In recent discussions about the challenges facing America — police brutality, the Trump administration, etc. — sooner or later someone says essentially, "at least this will inspire some powerful music." Rev. Sekou's new album is that hoped-for result.
"Resist" opens the album with a clip of Rev. Sekou's impassioned speech at a Ferguson, MO rally to protest the shooting of Michael Brown, before jumping into undeniable gospel-blues-rock that almost anyone can sing along to immediately, and that openness is part of this music's power.
Other short field-recording flourishes help colour the meanings of songs. Bob Marley cover "Burnin' and Lootin'" begins with knocking at the door, "We Who Believe" opens with what sounds like a prison chain-gang, and other songs variously include dogs barking, thunderclaps or peaceful rural bird sounds.
The instrumental playing on this album is phenomenal. Standouts include Rev. Charles Hodges on Hammond organ and AJ Ghent's pedal and slide guitar. Luther and Cody Dickinson also slay on guitar and drums respectively. However, the real hero is of course Rev. Sekou's powerful voice, which serves to unite, inspire, and propel.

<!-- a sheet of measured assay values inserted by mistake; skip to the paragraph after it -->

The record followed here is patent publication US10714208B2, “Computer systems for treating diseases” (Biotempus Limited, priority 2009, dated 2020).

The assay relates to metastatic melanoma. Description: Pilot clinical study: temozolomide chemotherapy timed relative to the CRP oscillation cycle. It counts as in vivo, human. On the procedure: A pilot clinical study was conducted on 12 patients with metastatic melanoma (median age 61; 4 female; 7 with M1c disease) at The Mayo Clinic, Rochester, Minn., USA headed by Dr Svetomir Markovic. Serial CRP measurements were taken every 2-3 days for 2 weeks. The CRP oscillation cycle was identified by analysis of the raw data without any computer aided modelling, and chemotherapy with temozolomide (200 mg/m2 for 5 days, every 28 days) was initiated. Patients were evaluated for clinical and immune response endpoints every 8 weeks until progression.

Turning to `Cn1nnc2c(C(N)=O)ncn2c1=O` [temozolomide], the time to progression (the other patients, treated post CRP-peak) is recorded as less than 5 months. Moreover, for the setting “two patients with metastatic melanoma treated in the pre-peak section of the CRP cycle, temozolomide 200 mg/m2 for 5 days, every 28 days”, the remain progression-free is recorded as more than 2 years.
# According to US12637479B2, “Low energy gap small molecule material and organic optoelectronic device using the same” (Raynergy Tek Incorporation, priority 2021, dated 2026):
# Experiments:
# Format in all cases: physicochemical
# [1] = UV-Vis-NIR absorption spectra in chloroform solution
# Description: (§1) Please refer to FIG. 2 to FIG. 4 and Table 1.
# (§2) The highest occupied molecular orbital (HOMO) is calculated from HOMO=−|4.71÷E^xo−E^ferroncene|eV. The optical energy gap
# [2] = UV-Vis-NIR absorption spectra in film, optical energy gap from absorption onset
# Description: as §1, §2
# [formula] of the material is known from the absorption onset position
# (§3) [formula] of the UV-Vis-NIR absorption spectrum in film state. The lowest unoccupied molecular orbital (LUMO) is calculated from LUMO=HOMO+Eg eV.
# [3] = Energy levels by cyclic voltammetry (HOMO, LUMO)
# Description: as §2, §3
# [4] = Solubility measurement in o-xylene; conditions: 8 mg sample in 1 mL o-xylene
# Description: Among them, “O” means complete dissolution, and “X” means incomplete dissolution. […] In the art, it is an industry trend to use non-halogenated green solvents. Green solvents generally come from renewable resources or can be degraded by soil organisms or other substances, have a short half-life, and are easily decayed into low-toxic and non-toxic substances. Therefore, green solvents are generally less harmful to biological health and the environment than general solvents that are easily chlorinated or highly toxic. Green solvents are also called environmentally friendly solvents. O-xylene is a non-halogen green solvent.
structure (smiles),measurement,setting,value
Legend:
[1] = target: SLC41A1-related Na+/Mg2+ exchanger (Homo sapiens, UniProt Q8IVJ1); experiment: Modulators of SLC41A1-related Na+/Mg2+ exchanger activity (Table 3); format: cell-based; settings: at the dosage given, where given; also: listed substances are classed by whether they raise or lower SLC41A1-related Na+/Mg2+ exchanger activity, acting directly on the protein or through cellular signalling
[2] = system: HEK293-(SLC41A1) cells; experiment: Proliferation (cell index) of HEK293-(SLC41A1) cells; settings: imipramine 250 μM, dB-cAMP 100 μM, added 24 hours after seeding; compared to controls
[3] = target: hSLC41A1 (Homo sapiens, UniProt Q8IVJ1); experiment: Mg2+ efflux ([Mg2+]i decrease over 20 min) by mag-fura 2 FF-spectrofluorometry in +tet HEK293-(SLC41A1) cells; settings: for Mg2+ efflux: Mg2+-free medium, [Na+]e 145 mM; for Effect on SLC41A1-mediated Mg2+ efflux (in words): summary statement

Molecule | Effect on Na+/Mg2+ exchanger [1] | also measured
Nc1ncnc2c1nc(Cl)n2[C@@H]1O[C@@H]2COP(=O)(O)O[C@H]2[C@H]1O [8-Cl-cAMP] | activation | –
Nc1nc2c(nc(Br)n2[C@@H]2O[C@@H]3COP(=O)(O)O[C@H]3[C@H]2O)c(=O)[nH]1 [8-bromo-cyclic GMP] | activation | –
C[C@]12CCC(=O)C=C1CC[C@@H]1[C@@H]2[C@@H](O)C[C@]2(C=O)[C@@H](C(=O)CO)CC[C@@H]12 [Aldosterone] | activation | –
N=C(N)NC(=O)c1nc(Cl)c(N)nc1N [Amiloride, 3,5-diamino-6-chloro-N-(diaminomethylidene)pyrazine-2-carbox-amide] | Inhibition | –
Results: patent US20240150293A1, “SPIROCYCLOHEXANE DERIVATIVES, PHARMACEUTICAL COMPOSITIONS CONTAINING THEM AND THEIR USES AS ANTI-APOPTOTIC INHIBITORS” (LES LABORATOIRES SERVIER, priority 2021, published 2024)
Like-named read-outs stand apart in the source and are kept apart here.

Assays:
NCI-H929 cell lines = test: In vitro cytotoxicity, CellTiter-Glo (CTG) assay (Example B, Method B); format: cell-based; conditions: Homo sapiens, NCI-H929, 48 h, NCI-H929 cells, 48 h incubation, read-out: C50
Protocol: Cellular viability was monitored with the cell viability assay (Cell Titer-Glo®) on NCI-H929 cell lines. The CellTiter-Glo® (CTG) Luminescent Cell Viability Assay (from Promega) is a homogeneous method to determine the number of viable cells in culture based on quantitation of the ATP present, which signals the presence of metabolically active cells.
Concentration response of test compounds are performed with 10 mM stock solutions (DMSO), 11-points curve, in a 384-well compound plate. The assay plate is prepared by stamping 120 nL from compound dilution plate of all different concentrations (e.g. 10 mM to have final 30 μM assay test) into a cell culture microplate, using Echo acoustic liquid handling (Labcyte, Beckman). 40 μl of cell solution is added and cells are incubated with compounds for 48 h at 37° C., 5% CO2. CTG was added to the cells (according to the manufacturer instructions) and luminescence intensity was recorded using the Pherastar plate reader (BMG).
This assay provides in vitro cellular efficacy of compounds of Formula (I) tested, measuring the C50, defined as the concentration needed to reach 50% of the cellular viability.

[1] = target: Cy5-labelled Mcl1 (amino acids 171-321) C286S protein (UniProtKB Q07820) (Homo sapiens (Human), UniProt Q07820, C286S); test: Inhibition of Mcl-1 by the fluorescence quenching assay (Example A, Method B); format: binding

The sweating and swaying builds through the joyous gospel eruption of "The Devil Finds Work"; the exposed but virtuosic vocal of "Old Time Religion" and the lively backbeat of "When The Spirit Says Move" begin to look homeward; "Will To Win" proves there's no shortage of surprising ideas here with a hip hop-ish group vocal near its end. However, the soul-bearing of "Loving You Is Killing Me" and "Problems" are just ruinous for one's heart (in the best way).
Rev. Sekou, thank you for taking us back to church. Your hope and healing has long been necessary. (Thirty Tigers)